Image (c) Ewen Roberts
The story of Jackie Robinson is a familiar one to baseball fans.
On April 15, 1947, Jackie Robinson played his first regular season game for Major League Baseball, breaking a color barrier in professional sports. A trickle and then a flood of Negro League players followed him.
Jackie Robinson was a World War II veteran and former UCLA athlete before Branch Rickey signed him to the Brooklyn Dodgers. Mountains of articles exist relaying the sainted history of Rickey and what he went through to sign Robinson, but Robinson is the one who endured. Robinson survived insults, an attempt by fellow Dodgers to force him off the team, and death threats from “fans” of the game all while hitting .311/.409/.883 according to baseball-reference.com
1997 marked the 50th anniversary of Robinson’s integration of professional sports. The league responded by retiring his number across all teams. They grandfathered in players who already wore the 42, but those players slowly retired. A few players approached the Commissioner’s Office in 2007 to “unretire” 42 on April 15. They wanted to wear Jackie Robinson’s number to honor his achievement. Two years later, the Commissioner requested that all teams wear Robinson’s 42 on April 15th.
68 years after Robinson integrated professional sports, every player in MLB will go on the field wearing his number.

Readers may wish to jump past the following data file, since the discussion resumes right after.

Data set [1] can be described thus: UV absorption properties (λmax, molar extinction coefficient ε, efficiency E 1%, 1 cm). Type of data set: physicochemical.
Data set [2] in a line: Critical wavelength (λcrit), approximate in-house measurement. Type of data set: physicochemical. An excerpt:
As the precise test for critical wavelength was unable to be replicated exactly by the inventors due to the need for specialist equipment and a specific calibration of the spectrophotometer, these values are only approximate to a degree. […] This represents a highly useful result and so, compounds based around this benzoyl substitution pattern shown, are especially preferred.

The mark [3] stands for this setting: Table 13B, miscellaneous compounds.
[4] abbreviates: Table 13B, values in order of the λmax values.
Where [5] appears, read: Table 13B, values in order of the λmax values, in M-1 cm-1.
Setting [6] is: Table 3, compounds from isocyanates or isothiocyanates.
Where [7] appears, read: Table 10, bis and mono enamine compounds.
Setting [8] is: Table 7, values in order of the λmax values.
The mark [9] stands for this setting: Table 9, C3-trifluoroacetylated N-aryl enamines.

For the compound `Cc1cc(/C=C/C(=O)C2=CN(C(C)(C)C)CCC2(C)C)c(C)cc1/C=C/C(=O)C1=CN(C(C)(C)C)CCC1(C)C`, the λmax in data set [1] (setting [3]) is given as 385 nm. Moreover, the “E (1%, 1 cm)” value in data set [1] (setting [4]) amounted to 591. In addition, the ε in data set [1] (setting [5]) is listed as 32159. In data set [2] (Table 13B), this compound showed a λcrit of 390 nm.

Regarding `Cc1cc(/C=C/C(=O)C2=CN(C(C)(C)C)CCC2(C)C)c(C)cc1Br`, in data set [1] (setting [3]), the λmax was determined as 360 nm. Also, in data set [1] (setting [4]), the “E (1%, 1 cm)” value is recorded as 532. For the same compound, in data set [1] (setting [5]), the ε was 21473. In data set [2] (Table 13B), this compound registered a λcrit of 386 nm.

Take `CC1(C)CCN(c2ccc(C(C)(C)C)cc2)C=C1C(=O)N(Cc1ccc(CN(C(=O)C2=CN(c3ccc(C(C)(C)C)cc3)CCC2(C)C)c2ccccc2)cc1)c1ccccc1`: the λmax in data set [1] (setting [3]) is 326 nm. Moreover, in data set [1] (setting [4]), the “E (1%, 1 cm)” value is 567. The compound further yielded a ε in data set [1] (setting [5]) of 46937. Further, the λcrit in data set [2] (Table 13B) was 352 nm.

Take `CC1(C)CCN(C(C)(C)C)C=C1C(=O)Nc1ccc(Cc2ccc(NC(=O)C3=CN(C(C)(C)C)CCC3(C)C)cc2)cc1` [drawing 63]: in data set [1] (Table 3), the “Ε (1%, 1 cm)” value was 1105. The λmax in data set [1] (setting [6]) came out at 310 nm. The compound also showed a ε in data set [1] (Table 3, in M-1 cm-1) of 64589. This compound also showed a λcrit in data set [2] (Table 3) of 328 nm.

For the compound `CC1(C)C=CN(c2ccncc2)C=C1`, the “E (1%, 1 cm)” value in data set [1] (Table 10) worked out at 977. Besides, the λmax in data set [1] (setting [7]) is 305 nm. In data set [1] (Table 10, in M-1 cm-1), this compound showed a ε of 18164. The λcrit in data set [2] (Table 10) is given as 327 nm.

Jackie Robinson has been gone since 1972, but his widow, Rachel, is interviewed during the national TV broadcast every year. Vin Scully, the announcer for the Dodgers, who called Jackie Robinson’s games, will tell stories about his playing days. Baseball teams across the country will acknowledge Negro League players and African-American WWII vets on Jackie Robinson Day.
Baseball is a game that often looks to the past. We compare players to Babe Ruth, Hank Aaron, and Joe DiMaggio. We still argue about the Designated Hitter. Jackie Robinson Day is a celebration of a day in which Major League Baseball stopped looking into its past and actively shaped its future. Every Jackie Robinson Day is celebration of his extraordinary life. We honor a man who seized a chance given to him and took it to unimagined heights. Finally, we remember those who were subjected to a prejudice that prevented them from following their dreams to play baseball on the greatest stage of the day.
We remember Jackie Robinson, we remember those who came after him, we remember those before him who never got the chance. Jackie Robinson Day honors all of these things, but most importantly, Jackie Robinson Day remembers the courage of a man who stood tall under the most crushing of circumstances.